Step up, America: 5 ways public transportation is crucial to our small towns


(BPT) - If you’ve ever had to scramble to get to work because your car isn’t running — or you've been unable to drive due to an injury — you understand some of the challenges of the vast number of Americans who rely on public transportation in small towns.

And as baby boomers move into their golden years, they’re creating demand for more investment in public transportation options — especially in small towns and rural areas.

Those are the findings of a study by the American Public Transportation Association (APTA) showing such small-town ridership grew nearly 8 percent from 2007 to 2015, even though rural populations declined by more than a half million residents. The top users of such rural amenities? Seniors, veterans and those with disabilities.

In many cases that population would otherwise find it problematic to find regular transportation to and from jobs, healthcare facilities and stores, explaining why it’s important to convince legislators to invest in creating more small-town infrastructure and programming. Specifically, proponents hope Congress steps up by fully funding public transportation through the $61.1 billion FAST Act first approved in 2015.

The range of amenities could include everything from buses to light rail, or paratransit, a category that encompasses supplemental services such as specially equipped vans.

"It's no secret we are a major retirement area for millions of seniors moving from other areas including many, many veterans," states Brad Miller, CEO of the Pinellas Suncoast Transit Authority in St. Petersburg, Florida. "Public transportation is so critical as we all are aging and need mobility options as we get older."

Some other important facts about the demand for more widespread public transportation:

* A full 33 percent of U.S. veterans who are part of the VA health care system — some 2.9 million people who have worked to defend our country — live in rural and small towns. Many have been wounded and rely on public transportation due to limited mobility.

* Americans with disabilities who live in small towns require 50 percent more public transportation trips than unimpaired people.

* Because many seniors prefer to age in place rather than move to high-employment urban areas, seniors make up 17 percent of populations in rural areas compared to 13 percent of urban populations.

* Transportation can take a big financial bite out of those living in rural areas; on average, they spend 7 percent more on transportation than city dwellers. For example, driving an older-model car costs about $3,000 annually — an average $20 per trip — while public transportation in rural areas averages out at $7 for every five miles traveled.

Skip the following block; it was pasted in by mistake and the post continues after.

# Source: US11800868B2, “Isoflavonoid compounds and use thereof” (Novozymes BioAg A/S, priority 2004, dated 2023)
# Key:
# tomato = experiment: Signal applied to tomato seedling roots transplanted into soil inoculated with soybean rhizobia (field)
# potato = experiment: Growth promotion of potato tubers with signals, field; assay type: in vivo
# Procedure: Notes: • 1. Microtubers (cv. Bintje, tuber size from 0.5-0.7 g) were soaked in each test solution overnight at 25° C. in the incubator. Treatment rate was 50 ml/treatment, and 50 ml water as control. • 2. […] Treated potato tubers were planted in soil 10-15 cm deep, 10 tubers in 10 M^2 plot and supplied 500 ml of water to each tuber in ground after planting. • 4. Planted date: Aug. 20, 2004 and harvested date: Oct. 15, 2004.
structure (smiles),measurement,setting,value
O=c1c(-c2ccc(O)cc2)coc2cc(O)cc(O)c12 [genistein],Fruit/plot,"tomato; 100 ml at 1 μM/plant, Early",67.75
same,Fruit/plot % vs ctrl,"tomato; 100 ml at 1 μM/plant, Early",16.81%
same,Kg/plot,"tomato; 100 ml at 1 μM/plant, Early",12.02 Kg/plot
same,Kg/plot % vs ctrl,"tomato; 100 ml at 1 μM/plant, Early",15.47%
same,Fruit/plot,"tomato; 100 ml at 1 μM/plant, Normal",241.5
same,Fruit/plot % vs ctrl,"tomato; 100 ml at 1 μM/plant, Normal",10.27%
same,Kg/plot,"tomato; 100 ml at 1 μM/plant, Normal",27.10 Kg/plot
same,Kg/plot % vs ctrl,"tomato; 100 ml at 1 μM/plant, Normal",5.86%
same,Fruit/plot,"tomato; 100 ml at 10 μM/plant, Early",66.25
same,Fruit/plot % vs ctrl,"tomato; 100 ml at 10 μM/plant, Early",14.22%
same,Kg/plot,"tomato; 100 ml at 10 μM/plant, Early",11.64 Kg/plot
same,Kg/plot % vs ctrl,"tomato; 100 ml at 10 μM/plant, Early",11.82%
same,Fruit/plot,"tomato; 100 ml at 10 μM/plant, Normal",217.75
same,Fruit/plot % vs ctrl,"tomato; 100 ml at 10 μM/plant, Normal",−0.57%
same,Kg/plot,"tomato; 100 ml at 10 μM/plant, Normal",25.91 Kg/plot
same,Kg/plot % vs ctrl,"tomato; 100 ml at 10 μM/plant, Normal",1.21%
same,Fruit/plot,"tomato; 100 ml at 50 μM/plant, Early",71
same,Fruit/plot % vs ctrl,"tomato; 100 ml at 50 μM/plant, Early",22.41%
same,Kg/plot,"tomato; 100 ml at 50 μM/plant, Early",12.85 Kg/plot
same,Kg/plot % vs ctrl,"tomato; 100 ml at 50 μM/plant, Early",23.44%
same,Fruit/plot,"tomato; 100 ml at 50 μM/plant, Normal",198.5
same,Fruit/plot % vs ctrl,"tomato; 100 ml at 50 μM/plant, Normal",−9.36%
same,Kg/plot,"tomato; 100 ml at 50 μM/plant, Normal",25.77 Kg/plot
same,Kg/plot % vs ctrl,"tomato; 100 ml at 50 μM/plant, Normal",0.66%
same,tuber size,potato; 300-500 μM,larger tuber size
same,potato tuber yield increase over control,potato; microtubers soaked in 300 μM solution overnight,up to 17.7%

* Rural public transit boosts safety and reduces the overall risk of traffic accidents, and not just among vulnerable populations. U.S. commuters as a whole reduce their crash risk by more than 90 percent when choosing public transit over driving; overall, transit-oriented communities undergo just 20 percent of the traffic casualties suffered by auto-oriented communities.

To help address transportation issues for seniors, the San Joaquin Regional Transit District in San Joaquin, California, is offering a transportation service allowing them to meet non-emergency medical appointments.

"We need to connect seniors to jobs, and especially to their medical transportation services," emphasizes CEO Donna DeMartino. "They may have healthcare, but if they can't get there it does them no good."

Transportation is also key to older residents of State College, Pennsylvania, one of the fastest-growing retirement communities in the nation.

"We do have a number of people who have stayed in the area or are coming back home, and they want independence and to stay in their homes," notes Louwana Oliva, general manager of the city's Centre Area Transportation Authority. "A lot of times, transportation is that key. They can manage to stay at home if they have transportation that gets them to healthcare and out to socialize."

Americans need to move forward to keep our country productive by encouraging legislators to look out for the needs of our vulnerable populations in small towns.

Learn more about the FAST Act and supporting public transportation in rural areas at www.apta.com/rural.


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